Musical Straw - Cover Image

Musical Straw

Any sound means something, somewhere is vibrating. There won't be any question as to whom made this squawk.

Music has been one of the greatest inventions in human history! There’s no telling when it started or what was the first wind instrument (one you blow into) ever played. It’s probably a safe bet, however, that it wasn’t the one you’re about to make. Keep reading and in a matter of minutes you’ll know how to become a Musical Straw virtuoso (and annoy everyone around you as well).

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Experiment Materials

  • A straw(s), unwrapped, various diameters
  • Scissors
  • Adult supervision

Experiment Videos

Experiment

Musical Straw - Step 1

1

Flatten the top inch or so (25 mm) of the straw with your teeth. Avoid curling the end of the straw up or down. Flatter is better, so bite down hard. You can also lay the straw on the table and press it down firmly with a spoon or knife along the two edges you created.

Musical Straw - Step 2

2

Cut off both corners of the flattened portion so that it’s narrower in the middle than the sides. These two flaps are where the vibrations will come from that you hear as “music.”

3

Now you’re ready to make noise – and really annoy everyone. Place the cut end of the straw into your mouth, seal your lips around it, and blow until a “sound” is produced. It’s tough to do so don’t rush or blow too hard and long. The sound will be more of a squawk than music. You’ll feel the entire straw vibrate as a sound is made, too. Don’t give up if you don’t make a sound right away; you just need to reposition the straw and try again. There’s a “sweet spot” where the sound occurs. You’ve made a “double reed” mouthpiece similar to (but not as good as) an oboe, an English horn, and a bassoon.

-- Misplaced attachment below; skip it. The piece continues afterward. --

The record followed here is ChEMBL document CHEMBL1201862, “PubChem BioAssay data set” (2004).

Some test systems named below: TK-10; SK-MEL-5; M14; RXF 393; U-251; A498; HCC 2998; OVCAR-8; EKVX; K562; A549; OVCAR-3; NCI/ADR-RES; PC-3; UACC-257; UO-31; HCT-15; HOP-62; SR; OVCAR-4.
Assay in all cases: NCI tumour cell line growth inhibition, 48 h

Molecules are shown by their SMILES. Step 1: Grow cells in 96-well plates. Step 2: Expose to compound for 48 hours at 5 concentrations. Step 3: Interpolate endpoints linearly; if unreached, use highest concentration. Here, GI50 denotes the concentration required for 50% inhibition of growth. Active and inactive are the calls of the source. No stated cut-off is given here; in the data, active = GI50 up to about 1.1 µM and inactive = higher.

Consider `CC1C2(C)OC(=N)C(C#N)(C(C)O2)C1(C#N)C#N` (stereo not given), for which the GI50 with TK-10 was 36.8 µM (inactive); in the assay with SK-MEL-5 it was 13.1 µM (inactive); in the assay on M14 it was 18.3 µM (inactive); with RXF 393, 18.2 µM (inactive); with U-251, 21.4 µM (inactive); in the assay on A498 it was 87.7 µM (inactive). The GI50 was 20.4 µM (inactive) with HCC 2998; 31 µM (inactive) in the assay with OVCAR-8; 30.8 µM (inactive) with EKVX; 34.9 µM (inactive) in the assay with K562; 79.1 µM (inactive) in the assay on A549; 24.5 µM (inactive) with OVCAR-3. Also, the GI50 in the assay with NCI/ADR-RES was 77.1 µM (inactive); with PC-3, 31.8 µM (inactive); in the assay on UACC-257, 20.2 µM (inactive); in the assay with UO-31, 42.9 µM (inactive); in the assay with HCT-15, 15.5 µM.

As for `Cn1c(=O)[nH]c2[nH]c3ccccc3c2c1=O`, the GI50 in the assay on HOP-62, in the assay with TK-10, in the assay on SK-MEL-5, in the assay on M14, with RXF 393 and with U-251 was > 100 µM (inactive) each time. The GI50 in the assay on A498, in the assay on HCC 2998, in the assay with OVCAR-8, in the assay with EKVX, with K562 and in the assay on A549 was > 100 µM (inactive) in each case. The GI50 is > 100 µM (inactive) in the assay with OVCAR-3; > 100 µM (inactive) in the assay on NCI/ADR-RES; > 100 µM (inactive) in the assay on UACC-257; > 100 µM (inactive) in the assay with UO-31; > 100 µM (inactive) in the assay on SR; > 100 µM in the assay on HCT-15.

Musical Straw - Cover Image

4

When you get the hang of making noise – uh, that is, music – use scissors to cut short sections off the bottom of the straw while you’re making the sound. Listen for rising changes in the pitch as you cut the straw shorter and shorter.  Watch out for your lips!

How Does It Work

When adjusted properly, the flattened end of the straw vibrates as the air you blow flows over them. These vibrations are passed on to the column of air inside the straw. This is similar to a double reed on some woodwind instruments. The vibrating air produces the sound based on the length of the straw. By cutting off pieces of the straw, you alter the length of the air column and change the pitch by doing so. An English horn, oboe, and bassoon all use this same principle of double reed vibration to make music only theirs is real music. These instruments, however, change the length of the column of air with holes, stops, and pads. Scissors are a bit impractical.

Take It Further

Here’s a variation: Use two straws, one narrower than the other and the smaller straw should fit snugly inside the larger straw. On the smaller straw, repeat Step 1 above. Slide the fatter straw over the thinner straw and start blowing. Move the larger straw back and forth to change the pitch of the sound by lengthening or shortening the column of air.  It’s a straw trombone – although any brass player worth his or her salt will tell you it’s a lame attempt. Brass rules!